by Michael Klam
What if Charles Bukowski had bought a membership to Gold’s Gym instead of staying up all night drinking wine and writing poetry to the music of Dmitry Shostakovich? What if the Beat Poets had become disciples of Ezra Pound and TS Eliot instead of reacting to the dense intellectualism of esoteric verse? What if Jackson Pollock never explored the virtues of splatter? What if poetry and art never shifted their ground, never sought out new modes of expression?
Cutting edge poetry and art programs in American and European universities now offer coursework in spoken word poetry and graffiti art. Young writers and academics are as interested and inspired by the winner of the National Poetry Slam as they are by William Carlos Williams or Denise Levertov. There has been a growing cross-fertilization between classic poetry and spoken word from the streets since the days of uncle Walt Whitman.
The quarterly event, Poetry and Art, in the Museum of the Living Artist is all about cross-fertilization, not just stylistic variations, but also across artistic mediums: poets who paint, photographers who write short stories, spoken word artists who make short films, musicians and writers inspired by visual art and vice versa. This next Poetry and Art event features the editor of Poetry International, Fred Moramarco, and Cecil Hayduke, moderator of the San Diego Poetry Slam at Voz Alta.
Moramarco is a professor in the Department of English and Comparative Literature at San Diego State University. He is a poet and anthologist who edited and co-authored the recently published “The Poetry of Men’s Lives: An International Anthology.” Hayduke is a lawyer and a punk at the helm of the Anarchist Think Tank, San Diego’s most radical and explosive group of underground poets. Hayduke lists as his primary inspiration “the transgressive art of outsiders, be it punk rock, the Beats, Rimbaud, or Lenny Bruce.”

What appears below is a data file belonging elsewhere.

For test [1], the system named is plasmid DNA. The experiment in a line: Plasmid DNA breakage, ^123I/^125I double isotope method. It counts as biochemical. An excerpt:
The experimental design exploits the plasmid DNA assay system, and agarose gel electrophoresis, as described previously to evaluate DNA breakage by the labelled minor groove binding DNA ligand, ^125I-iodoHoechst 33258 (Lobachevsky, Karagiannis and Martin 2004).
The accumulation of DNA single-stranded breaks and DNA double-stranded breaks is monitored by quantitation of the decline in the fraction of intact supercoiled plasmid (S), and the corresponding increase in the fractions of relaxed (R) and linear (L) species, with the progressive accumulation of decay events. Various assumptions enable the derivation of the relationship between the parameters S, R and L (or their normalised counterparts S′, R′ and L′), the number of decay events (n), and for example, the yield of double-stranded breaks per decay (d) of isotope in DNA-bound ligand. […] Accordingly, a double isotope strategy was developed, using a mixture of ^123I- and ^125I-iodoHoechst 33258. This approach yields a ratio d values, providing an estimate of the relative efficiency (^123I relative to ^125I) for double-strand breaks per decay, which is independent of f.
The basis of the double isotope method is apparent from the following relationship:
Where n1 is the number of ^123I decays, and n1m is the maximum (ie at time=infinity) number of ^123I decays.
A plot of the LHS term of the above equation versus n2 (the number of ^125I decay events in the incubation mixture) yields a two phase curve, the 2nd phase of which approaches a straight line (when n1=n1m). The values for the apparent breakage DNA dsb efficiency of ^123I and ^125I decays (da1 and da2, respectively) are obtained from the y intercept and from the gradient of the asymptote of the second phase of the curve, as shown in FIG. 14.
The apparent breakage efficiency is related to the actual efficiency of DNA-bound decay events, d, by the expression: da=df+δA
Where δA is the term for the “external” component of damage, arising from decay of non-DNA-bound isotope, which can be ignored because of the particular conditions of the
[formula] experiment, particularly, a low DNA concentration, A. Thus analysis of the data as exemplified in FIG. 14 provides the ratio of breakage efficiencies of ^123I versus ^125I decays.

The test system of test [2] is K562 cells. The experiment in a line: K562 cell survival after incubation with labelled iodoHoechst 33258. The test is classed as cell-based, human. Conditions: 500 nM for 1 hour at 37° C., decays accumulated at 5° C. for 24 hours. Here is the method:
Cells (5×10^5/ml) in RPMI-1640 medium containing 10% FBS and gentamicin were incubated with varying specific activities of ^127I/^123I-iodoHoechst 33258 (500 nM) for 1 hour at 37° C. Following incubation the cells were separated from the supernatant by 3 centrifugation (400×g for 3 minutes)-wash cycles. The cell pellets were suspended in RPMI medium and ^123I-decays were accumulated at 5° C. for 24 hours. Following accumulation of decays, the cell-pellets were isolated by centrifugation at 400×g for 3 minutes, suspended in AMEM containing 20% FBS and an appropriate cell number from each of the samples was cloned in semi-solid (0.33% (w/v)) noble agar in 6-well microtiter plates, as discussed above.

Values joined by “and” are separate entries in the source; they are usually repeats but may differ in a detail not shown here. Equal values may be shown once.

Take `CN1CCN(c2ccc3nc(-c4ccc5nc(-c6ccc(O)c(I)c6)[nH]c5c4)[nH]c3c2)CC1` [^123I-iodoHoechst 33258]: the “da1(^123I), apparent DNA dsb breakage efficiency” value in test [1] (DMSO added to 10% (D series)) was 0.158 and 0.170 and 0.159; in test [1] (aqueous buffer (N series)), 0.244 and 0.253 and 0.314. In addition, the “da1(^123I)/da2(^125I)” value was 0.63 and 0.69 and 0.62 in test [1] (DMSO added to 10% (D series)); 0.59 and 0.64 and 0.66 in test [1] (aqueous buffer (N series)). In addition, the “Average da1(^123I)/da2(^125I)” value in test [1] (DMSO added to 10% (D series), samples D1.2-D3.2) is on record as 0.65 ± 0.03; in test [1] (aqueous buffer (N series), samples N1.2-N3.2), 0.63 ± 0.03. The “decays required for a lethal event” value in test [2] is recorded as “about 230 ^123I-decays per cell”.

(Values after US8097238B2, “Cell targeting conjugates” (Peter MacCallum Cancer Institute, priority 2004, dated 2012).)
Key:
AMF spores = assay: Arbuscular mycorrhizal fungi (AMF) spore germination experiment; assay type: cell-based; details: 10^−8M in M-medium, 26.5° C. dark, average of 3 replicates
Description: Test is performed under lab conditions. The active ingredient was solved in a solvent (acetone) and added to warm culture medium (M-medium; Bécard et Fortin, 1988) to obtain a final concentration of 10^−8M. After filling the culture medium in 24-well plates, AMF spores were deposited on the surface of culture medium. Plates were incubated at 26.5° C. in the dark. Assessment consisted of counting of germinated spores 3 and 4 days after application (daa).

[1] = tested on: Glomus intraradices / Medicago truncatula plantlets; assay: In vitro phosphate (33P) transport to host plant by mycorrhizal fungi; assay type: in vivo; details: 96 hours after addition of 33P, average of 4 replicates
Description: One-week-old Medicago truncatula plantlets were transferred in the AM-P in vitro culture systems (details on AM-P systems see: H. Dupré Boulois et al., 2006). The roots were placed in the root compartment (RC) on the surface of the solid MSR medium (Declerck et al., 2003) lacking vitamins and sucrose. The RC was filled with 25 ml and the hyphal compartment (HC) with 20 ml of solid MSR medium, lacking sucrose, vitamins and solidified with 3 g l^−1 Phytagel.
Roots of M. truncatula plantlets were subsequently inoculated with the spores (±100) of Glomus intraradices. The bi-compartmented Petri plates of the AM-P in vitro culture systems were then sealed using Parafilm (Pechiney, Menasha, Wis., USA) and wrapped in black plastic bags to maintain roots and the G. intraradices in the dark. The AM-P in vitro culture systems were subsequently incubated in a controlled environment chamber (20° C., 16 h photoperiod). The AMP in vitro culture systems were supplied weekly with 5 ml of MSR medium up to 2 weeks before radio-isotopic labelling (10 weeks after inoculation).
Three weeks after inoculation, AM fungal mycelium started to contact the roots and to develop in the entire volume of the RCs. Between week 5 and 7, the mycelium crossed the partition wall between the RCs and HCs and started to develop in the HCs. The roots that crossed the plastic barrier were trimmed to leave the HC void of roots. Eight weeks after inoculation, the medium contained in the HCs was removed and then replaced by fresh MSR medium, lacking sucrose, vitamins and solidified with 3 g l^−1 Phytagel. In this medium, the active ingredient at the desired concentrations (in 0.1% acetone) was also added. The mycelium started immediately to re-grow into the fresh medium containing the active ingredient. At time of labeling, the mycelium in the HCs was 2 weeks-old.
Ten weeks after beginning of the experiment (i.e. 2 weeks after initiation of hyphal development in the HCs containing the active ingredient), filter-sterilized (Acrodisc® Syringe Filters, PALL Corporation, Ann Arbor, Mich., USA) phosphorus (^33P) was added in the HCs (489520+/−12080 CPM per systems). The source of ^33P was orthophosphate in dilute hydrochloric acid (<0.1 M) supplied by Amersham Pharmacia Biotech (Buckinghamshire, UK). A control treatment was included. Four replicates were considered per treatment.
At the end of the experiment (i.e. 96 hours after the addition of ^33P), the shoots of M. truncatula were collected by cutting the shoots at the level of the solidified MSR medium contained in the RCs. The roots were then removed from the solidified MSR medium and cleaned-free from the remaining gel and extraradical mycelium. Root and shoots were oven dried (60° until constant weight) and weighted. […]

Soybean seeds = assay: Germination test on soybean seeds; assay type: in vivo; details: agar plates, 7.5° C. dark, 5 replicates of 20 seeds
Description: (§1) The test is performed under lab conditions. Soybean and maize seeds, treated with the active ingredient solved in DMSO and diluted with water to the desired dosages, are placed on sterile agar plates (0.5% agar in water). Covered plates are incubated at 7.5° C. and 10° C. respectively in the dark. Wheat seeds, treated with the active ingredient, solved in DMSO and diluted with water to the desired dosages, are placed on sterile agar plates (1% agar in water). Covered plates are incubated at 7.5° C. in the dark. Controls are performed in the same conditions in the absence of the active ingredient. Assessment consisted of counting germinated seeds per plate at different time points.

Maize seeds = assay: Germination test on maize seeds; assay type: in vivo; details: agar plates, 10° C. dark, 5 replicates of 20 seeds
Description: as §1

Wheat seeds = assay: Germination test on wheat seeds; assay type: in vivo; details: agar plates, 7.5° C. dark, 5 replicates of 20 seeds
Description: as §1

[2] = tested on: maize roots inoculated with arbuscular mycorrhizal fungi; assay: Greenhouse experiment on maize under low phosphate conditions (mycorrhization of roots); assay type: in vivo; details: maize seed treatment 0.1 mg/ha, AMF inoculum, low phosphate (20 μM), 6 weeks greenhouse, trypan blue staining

Moramarco has written several scholarly articles on the relationship between painting and poetry, and he has integrated poems and paintings in all of his literature classes.
On February 2, Moramarco will present “The Opposite Eye,” a series of poems in response to paintings such as Joaquin Sorolla y Bastida’s “My Daughter Maria at La Granja,” William Bouguereau’s “The Young Shepherdess,” Picasso’s “La Vie,” Vuillard’s “Under the Trees” and “The Café Wepler,” as well as Paul Gauguin’s “The Large Tree.” Moramarco’s presentation will include these images projected on the big screen and the voice of poetry in dialogue with art.
For Hayduke, there’s an underlying absurdity in calling oneself a poet. “The whole idea that I am a poet is a hoax,” he said. “Most poets don’t think about hacking or subversion in their attempts to reach out. In fact, most of them don’t think much farther than their own navels. People and poets need to purge their philosophies daily and think again.” Hayduke’s purpose for the night will be to provoke thought and to attack complacency.
Both Moramarco and Hay-duke agree that good art comes from many disciplines. They both pay homage and develop their crafts by studying their predecessors. “No one writes, paints, or undertakes any art in a vacuum. If you’re serious about your art you want to learn all you can about ityou want to study those who have been masters at it,” says Mora-marco.
Hayduke reminds us that Bukowski was a postal work-er, Lou Reed was a junkie, Edward Abbey was... well... Edward Abbey. “I’m not anti-academia, but regarding art - I think the good stuff comes from experiences outside the academy,” he says.
Poetry and Art is a quarterly series dedicated to giving people an opportunity to express themselves in a variety of artistic forms and styles. It is a free speech event with the purpose of exposing the diversity and the greatness of our region’s artists. Audiences will hear poetry and prose in dialogue with painting, photography, sculpture and other art forms. The two featured artists serve as an inspiration for developing artists. The open mic portion of the show is for all artists and performers to strut their stuff. There will be music throughout, performed by Israel Maldonado (guitar) and Shannon Bates (saxophone).
Come join us on Wednesday, February 2 at 6:30 pm in the Museum of the Living Artist at Balboa Park. Contact Michael Klam at 619-225-8191, firstname.lastname@example.org, or Kerstin Robers at 236-0011.